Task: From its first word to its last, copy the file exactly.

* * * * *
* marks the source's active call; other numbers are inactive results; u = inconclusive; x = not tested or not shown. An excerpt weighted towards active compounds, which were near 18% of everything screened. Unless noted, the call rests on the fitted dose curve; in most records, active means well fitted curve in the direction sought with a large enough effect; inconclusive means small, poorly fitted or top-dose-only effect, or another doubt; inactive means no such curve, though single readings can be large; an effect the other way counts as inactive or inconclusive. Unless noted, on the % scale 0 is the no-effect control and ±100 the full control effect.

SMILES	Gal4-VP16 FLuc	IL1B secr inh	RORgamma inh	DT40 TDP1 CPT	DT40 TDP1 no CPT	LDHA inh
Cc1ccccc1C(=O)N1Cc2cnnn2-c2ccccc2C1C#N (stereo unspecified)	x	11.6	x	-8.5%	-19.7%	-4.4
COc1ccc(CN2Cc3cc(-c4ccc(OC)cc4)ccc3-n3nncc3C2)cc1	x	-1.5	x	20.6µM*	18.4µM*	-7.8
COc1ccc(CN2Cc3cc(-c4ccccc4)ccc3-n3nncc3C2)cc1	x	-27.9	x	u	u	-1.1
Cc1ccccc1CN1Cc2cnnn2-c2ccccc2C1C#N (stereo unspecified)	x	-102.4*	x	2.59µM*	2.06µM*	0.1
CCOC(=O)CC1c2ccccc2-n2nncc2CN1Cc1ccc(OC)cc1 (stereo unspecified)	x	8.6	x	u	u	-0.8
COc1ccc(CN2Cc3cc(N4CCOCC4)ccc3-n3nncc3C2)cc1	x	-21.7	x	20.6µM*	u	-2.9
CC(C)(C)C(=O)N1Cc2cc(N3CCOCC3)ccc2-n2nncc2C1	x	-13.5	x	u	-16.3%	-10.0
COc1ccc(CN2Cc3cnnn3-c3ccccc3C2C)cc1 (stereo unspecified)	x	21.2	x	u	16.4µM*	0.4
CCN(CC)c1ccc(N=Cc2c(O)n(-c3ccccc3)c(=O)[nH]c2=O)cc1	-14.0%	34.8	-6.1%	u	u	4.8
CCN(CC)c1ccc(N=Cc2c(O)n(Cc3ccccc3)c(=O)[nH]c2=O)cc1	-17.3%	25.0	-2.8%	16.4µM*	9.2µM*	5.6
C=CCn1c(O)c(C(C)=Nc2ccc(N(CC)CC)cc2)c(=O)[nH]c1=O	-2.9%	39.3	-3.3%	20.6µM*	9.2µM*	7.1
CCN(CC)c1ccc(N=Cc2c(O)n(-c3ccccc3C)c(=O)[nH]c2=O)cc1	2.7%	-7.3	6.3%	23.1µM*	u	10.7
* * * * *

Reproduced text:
* marks the source's active call; other numbers are inactive results; u = inconclusive; x = not tested or not shown. An excerpt weighted towards active compounds, which were near 18% of everything screened. Unless noted, the call rests on the fitted dose curve; in most records, active means well fitted curve in the direction sought with a large enough effect; inconclusive means small, poorly fitted or top-dose-only effect, or another doubt; inactive means no such curve, though single readings can be large; an effect the other way counts as inactive or inconclusive. Unless noted, on the % scale 0 is the no-effect control and ±100 the full control effect.

SMILES	Gal4-VP16 FLuc	IL1B secr inh	RORgamma inh	DT40 TDP1 CPT	DT40 TDP1 no CPT	LDHA inh
Cc1ccccc1C(=O)N1Cc2cnnn2-c2ccccc2C1C#N (stereo unspecified)	x	11.6	x	-8.5%	-19.7%	-4.4
COc1ccc(CN2Cc3cc(-c4ccc(OC)cc4)ccc3-n3nncc3C2)cc1	x	-1.5	x	20.6µM*	18.4µM*	-7.8
COc1ccc(CN2Cc3cc(-c4ccccc4)ccc3-n3nncc3C2)cc1	x	-27.9	x	u	u	-1.1
Cc1ccccc1CN1Cc2cnnn2-c2ccccc2C1C#N (stereo unspecified)	x	-102.4*	x	2.59µM*	2.06µM*	0.1
CCOC(=O)CC1c2ccccc2-n2nncc2CN1Cc1ccc(OC)cc1 (stereo unspecified)	x	8.6	x	u	u	-0.8
COc1ccc(CN2Cc3cc(N4CCOCC4)ccc3-n3nncc3C2)cc1	x	-21.7	x	20.6µM*	u	-2.9
CC(C)(C)C(=O)N1Cc2cc(N3CCOCC3)ccc2-n2nncc2C1	x	-13.5	x	u	-16.3%	-10.0
COc1ccc(CN2Cc3cnnn3-c3ccccc3C2C)cc1 (stereo unspecified)	x	21.2	x	u	16.4µM*	0.4
CCN(CC)c1ccc(N=Cc2c(O)n(-c3ccccc3)c(=O)[nH]c2=O)cc1	-14.0%	34.8	-6.1%	u	u	4.8
CCN(CC)c1ccc(N=Cc2c(O)n(Cc3ccccc3)c(=O)[nH]c2=O)cc1	-17.3%	25.0	-2.8%	16.4µM*	9.2µM*	5.6
C=CCn1c(O)c(C(C)=Nc2ccc(N(CC)CC)cc2)c(=O)[nH]c1=O	-2.9%	39.3	-3.3%	20.6µM*	9.2µM*	7.1
CCN(CC)c1ccc(N=Cc2c(O)n(-c3ccccc3C)c(=O)[nH]c2=O)cc1	2.7%	-7.3	6.3%	23.1µM*	u	10.7